I have enjoyed various forms of eBooks since the early 90s (when they were sold on floppies…). But it is not until April this year I have started to really see eBooks and eMagazines replacing some of my boos and magazines in my ever growing piles of things to read.
The reason for this is of course my iPad. It is a delight to use, not only because of its wonderful screen, but because of two features that are not so often mentioned:
1. It start up in half a second. This is changing my behavior a a lot.
2. The form of the iPad makes it usefull in all sorts of “laidback” reading positions, in the arm chair, in the TV sofa, in the bed etc.
Since I have worked since the 80s producing interactive “multimedia” I really like the rapid development of eMagazines and eBooks now. For example embedded videos, animations and various forms of user interactivity.
I have bought and read a number of eMagazines and eBooks and to my surprise I now begin to feel that I enjoy the eBooks more than the eMagazines. I have read both crime novels and business eBooks bought from Amazon’s Kindle app and from Apple’s iBook store.
I find eBook reading on the iPad to be a better experience than reading most physical text books:
- It is much faster and easier to buy an eBook.
- I can read my eBooks on my computer, my iPad and my iPhone, and the reader software always directs me to the place in the book where I was the last time, independent of which device I used.
- I can highlight text, make bookmarks and write notes etc, just like in a physical book, something I always do for my learning.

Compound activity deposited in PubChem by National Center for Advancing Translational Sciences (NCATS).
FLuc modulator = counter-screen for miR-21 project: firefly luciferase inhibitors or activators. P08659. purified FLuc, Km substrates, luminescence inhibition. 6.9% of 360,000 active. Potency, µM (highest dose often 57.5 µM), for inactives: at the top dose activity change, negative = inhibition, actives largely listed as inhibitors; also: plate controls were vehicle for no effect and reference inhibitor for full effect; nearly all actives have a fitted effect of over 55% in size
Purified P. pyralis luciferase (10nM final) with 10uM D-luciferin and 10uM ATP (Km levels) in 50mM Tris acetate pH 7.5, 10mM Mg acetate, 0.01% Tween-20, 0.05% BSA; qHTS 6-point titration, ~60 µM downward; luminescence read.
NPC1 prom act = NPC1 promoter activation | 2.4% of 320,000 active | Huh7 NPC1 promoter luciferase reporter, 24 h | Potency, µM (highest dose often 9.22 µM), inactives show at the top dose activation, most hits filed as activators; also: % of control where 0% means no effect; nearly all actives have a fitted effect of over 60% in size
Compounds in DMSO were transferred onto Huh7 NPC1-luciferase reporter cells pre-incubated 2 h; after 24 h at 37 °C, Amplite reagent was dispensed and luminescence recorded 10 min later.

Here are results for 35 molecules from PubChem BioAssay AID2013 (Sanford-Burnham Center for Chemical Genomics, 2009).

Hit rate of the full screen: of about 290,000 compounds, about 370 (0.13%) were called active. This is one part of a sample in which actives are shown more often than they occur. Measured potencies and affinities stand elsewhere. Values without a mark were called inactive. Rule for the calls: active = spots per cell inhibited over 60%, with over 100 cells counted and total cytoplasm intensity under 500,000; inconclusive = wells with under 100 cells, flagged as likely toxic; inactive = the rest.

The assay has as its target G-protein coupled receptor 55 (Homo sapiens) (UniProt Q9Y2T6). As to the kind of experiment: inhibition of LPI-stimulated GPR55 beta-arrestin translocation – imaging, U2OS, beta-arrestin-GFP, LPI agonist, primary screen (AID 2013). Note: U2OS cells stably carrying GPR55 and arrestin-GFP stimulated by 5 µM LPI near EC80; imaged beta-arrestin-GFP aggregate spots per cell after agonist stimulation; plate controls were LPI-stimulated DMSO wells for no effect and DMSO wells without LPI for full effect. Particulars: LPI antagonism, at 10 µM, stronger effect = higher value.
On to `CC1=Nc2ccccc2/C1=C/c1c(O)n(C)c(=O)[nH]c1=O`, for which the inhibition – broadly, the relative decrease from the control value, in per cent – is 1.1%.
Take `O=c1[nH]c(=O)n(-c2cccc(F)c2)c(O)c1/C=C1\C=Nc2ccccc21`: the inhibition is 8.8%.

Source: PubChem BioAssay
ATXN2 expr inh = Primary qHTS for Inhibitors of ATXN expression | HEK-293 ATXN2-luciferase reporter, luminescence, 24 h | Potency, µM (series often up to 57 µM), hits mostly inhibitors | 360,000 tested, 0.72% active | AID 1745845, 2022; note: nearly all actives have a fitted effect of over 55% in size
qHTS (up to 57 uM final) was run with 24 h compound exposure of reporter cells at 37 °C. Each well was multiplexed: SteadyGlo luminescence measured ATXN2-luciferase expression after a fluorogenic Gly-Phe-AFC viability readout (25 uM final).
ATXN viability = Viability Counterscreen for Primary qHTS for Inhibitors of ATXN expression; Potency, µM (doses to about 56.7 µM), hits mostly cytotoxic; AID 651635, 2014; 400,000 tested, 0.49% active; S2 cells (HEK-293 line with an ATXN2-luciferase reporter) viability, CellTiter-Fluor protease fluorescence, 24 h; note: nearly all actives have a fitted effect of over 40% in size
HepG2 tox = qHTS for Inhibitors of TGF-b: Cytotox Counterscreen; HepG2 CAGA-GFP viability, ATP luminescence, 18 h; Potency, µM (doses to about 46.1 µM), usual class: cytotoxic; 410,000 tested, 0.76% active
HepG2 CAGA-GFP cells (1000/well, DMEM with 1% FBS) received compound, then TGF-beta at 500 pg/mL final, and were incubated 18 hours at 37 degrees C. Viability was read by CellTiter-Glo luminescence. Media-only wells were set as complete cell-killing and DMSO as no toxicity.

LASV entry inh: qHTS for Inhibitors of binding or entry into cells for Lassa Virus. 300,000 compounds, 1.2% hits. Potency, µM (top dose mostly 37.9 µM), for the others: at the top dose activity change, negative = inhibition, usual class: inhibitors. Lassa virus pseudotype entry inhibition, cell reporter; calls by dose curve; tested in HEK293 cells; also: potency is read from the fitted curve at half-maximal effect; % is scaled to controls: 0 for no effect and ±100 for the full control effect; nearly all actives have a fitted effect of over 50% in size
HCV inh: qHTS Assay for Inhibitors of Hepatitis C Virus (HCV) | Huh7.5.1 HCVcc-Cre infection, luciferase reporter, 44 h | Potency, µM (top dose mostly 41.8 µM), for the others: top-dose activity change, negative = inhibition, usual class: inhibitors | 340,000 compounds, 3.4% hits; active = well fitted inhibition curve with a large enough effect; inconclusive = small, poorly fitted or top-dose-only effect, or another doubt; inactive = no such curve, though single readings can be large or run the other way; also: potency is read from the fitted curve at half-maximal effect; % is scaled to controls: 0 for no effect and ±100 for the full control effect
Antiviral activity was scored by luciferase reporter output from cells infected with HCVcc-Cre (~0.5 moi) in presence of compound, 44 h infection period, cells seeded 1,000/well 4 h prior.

eMagazines are now appearing in many flavors and I really like this development. But it feels like we are bnow seeing just the frist wave and that there will be a lot of further development needed befor eMags will seriously compete with paper mags.
I wrote about my first impressions of eMagazines in my post “iPad Media apps; CD-ROM revisited, where I complained about the lack of social functions like being able to share articles, make notes, interact with the ads etc.
Now I have spent many hours reading dozens of eMagazine titles, and I still miss all those functions. But also, I still don’t feel as comfortable reading eMags as I do reading eBooks.
I feel that my vision of the beautiful magazine layout is hindered by looking at it on the iPad screen. The image is sharp and bright, but I have to scroll a lot and I don’t have the overall view that I have with a paper magazine. It is not just that a paper magazine is usually bigger in size than my iPad screen. It is about rapidly turning the paper pages, reading them in any order and get a feeling of how long an article is before reading it.
Am I alone in feeling this? Will I get over it? What do you think?
So I think that we need much more research in user interface design and layout for devices like the iPad before the eMagazine market will really take off. I am convinced that all magazine publishers are now working to address those issues and I really look forward to reading the second generation eMagazines.
Hopefully they will look more like Bonnier’s promising Skiing Interactive concept, which is much more active, lean forward type, scheduled for launch in October 2010. It will be for laptops, hopefully an iPad version will follow.
Enjoy their sneak peak video:
Skiing Interactive Demo Video from Skiing Interactive on Vimeo.
2 thoughts on “eBooks vs eMagazines”
I kinda agree with you with reagrds to e-book and e magazines. i’ve been collecting e-magazines and ebooks now though i don’t own a kindle or ipad. just my trusty laptop.haha
it’s still better to read the real thing. but e-books and e-mags are really economical!
if you’re interested visit my website for a cool collection of e-mags!
Comments are closed.